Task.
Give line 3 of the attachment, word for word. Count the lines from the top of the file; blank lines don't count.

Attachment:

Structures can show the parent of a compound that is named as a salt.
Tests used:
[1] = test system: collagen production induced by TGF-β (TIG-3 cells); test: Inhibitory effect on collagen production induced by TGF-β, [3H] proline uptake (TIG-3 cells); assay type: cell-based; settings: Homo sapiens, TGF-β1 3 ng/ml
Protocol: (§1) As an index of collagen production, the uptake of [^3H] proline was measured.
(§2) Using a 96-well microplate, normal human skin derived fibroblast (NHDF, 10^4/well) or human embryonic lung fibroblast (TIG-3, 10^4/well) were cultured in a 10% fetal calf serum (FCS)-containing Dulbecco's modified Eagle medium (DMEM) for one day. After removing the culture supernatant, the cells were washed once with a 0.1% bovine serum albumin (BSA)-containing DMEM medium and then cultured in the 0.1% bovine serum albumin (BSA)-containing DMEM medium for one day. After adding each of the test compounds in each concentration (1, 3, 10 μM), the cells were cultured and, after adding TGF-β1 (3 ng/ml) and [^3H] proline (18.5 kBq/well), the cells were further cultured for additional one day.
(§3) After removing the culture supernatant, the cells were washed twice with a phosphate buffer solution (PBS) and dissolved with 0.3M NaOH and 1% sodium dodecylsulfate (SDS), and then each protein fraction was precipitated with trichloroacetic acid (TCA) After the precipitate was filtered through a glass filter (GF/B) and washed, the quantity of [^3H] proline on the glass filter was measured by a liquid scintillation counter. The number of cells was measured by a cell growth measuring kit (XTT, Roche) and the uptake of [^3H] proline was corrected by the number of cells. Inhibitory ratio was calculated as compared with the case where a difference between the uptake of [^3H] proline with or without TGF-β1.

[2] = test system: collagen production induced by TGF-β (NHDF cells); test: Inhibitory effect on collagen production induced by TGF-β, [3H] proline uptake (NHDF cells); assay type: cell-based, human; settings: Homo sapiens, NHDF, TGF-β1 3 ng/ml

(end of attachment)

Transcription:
[1] = test system: collagen production induced by TGF-β (TIG-3 cells); test: Inhibitory effect on collagen production induced by TGF-β, [3H] proline uptake (TIG-3 cells); assay type: cell-based; settings: Homo sapiens, TGF-β1 3 ng/ml